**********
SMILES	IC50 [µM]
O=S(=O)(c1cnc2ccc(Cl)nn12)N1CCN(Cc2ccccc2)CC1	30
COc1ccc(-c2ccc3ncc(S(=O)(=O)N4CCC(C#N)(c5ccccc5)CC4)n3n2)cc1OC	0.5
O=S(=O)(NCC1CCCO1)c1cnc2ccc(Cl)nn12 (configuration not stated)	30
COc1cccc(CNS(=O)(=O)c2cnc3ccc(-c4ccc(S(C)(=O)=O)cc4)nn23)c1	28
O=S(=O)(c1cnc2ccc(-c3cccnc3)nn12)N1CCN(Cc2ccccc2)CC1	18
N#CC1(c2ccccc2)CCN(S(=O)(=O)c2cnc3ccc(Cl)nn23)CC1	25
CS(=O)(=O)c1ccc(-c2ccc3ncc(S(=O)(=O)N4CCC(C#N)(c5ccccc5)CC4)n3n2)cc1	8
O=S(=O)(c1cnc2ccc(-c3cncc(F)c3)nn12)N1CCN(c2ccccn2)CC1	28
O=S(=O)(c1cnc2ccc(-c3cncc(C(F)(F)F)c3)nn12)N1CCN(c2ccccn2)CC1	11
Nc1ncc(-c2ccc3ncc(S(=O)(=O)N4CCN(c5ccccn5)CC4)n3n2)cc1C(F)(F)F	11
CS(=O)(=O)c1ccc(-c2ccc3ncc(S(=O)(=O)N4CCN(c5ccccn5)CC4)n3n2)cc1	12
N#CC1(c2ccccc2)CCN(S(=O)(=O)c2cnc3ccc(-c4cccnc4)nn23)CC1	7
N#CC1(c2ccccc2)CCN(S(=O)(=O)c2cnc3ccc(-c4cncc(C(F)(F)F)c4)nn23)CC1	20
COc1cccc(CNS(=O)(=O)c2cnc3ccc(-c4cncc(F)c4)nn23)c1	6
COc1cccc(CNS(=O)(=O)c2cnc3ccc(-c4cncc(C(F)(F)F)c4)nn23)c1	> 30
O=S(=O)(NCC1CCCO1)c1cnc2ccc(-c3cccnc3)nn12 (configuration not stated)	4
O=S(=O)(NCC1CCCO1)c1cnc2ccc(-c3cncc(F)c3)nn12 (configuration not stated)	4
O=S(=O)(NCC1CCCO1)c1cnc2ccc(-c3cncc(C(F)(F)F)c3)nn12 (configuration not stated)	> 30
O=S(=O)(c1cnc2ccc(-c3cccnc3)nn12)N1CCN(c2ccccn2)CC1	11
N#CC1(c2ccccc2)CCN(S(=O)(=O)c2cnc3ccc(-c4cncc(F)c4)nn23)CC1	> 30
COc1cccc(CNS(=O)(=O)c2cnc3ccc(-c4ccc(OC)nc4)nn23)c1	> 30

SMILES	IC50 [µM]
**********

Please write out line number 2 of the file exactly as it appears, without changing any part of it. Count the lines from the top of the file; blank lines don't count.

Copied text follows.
O=S(=O)(c1cnc2ccc(Cl)nn12)N1CCN(Cc2ccccc2)CC1	30